Fuel price rebate in Germany takes effect, observers expect oil companies to cash in
A new controversial fuel price rebate took effect in Germany on 1 June as part of a government package aimed at cushioning the financial impact of the Ukraine war on citizens. Through reducing the energy tax on fuel to the EU-wide minimum level for three months, prices at the pump on average dropped below 2 euros per litre, about 30 cents lower than peak prices reached repeatedly in recent weeks. However, critics said the fuel price rebate will ultimately benefit oil companies and wealthy citizens the most and on top of that will harm the climate more than other possible measures to reduce cost pressure on motorists who depend on their car. “There’s no legal obligation to pass on reduced taxes to customers,” energy economist Claudia Kemfert told public broadcaster WDR. “In the end, a lot of public money is going to end up in the hands of oil companies,” she argued. Unlike on international trading markets, prices have not fallen recently in Germany, meaning companies have already been scooping off “massive” margins from customers in the past weeks, Kemfert said. Germany’s antitrust authority, the Bundeskartellamt, said it so far had not detected an abuse of market power by oil companies but stressed it would closely monitor developments in the coming months. “The main problem is that companies quickly react to each other’s actions and use this time to increase prices as well,” Bundeskartellamt head Andreas Mundt told WDR, meaning direct collaboration to influence prices could not be proven easily. He said his department would be prepared to pose “inconvenient” questions to oil retailers like BP, ExxonMobil, Shell, Total and ConocoPhilips, but also pointed out that these are not obliged to pass on tax rebates. Oil industry association MWV said it “assumes” that price reductions will ultimately also benefit customers. However, this could not happen right away, as storages are still filled with regularly taxed fuel. “This needs to leave the petrol stations first,” MWV spokesman Alexander von Gersdorff said.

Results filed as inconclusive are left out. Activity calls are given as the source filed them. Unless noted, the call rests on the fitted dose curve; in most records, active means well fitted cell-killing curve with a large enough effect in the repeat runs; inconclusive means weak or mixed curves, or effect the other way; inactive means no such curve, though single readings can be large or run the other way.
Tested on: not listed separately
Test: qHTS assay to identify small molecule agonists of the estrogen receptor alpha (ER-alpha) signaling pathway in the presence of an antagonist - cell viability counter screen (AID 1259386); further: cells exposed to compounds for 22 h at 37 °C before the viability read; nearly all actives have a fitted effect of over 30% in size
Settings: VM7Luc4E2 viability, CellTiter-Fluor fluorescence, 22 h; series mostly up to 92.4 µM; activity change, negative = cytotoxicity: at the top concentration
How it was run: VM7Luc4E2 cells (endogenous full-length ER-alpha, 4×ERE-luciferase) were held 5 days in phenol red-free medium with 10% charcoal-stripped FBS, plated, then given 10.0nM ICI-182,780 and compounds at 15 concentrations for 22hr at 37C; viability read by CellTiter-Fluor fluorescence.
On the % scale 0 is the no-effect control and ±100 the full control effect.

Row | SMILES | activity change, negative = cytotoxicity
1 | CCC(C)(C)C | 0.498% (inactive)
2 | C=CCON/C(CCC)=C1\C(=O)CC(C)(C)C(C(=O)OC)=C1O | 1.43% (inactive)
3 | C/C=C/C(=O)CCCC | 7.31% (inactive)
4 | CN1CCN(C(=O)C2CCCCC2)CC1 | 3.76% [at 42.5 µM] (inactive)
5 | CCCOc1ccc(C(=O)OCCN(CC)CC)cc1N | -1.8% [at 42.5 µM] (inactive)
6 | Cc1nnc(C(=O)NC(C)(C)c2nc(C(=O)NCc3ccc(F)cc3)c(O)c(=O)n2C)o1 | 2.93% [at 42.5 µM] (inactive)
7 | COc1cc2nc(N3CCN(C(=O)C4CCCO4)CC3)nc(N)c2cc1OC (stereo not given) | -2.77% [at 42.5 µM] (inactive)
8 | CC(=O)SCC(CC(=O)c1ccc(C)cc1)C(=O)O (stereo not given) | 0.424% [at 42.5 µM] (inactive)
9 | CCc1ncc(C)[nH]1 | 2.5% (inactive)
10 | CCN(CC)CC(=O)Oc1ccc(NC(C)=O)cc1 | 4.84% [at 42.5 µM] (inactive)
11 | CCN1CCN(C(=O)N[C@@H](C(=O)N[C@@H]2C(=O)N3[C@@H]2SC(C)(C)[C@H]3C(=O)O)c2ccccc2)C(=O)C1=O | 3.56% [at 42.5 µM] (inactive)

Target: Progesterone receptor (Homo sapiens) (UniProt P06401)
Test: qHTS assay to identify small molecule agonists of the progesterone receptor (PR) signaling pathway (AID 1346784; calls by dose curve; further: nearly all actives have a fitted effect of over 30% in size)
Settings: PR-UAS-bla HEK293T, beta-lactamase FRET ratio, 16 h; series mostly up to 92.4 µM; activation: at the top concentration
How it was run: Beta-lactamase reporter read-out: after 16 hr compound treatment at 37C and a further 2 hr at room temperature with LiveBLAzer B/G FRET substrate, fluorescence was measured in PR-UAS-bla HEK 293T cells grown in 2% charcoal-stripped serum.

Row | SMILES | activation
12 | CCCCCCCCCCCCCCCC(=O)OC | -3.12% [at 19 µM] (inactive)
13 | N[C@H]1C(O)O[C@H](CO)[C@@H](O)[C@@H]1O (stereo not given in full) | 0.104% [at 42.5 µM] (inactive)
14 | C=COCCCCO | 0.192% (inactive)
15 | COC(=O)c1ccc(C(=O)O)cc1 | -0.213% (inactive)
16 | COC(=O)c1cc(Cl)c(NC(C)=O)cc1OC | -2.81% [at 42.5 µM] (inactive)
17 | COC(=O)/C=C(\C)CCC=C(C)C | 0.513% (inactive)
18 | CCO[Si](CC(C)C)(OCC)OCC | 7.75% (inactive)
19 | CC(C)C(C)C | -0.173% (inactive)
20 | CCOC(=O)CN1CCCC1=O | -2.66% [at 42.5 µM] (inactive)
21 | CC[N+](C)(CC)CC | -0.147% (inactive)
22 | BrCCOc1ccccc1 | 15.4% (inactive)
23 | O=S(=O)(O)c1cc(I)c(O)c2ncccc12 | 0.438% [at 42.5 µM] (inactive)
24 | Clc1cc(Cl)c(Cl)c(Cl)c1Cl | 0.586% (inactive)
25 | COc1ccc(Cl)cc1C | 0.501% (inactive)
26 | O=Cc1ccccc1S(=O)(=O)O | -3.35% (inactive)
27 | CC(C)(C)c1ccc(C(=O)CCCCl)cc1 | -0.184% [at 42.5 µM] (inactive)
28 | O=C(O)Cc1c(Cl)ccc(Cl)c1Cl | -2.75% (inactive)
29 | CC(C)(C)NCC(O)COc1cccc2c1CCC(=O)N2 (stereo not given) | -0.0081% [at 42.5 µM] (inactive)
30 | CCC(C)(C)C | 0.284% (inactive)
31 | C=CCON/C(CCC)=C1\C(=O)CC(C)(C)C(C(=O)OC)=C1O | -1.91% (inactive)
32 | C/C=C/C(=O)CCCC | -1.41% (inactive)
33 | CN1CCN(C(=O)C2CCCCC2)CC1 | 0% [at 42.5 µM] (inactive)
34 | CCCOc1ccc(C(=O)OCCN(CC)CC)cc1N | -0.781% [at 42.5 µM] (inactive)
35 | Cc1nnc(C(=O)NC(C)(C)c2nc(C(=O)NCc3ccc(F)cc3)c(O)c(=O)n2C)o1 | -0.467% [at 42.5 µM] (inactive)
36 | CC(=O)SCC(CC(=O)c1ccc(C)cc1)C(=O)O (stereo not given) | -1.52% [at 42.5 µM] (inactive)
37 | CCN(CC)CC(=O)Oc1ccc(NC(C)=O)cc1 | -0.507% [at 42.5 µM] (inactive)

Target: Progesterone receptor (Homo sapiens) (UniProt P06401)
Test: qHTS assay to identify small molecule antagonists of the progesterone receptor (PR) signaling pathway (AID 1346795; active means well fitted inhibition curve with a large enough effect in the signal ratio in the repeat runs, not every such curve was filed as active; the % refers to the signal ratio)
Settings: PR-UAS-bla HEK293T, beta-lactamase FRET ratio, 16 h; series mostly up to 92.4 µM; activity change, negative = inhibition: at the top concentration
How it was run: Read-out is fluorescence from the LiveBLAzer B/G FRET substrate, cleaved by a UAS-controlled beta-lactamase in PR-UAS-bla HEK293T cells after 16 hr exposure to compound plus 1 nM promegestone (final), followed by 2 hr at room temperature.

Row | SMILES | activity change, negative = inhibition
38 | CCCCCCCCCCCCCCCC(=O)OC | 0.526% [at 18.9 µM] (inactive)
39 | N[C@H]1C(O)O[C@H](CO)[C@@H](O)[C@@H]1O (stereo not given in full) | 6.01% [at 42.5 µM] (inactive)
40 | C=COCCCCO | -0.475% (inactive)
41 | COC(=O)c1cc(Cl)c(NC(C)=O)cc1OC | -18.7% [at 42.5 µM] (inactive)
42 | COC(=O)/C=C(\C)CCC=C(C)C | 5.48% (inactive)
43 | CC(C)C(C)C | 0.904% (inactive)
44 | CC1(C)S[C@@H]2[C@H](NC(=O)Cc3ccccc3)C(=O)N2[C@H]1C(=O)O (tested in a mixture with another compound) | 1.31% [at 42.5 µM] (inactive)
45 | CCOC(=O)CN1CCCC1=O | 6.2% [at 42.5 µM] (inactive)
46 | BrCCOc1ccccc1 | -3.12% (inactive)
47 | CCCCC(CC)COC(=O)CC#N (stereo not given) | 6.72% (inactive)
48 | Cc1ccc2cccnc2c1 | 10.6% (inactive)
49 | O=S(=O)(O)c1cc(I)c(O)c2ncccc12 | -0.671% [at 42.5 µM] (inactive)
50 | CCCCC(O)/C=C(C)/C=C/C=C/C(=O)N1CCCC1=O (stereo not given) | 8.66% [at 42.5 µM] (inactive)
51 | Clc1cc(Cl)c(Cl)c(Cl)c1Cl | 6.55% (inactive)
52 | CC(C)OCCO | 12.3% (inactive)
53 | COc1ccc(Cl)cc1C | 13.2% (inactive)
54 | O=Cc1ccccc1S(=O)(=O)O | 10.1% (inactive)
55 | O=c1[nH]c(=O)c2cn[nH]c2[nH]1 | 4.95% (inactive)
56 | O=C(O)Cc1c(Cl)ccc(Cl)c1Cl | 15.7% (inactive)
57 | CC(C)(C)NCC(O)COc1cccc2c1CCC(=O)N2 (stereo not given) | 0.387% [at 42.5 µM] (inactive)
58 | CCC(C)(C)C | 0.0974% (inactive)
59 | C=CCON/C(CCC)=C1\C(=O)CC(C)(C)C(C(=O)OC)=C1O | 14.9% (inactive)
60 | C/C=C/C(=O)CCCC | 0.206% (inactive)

Environmental groups have firmly rejected the rebate advocated by German finance minister Christian Lindner of the pro-business Free Democrats (FDP), arguing the fuel price subsidy plan is much more costly and harmful than alternatives like cheaper public transport tickets, speed limits to reduce fuel consumption and support for buying bikes, e-bikes and cargo bikes. However, the government is under pressure to quickly find solutions to the rapid rise of energy costs that pushes inflation levels in Germany and Europe.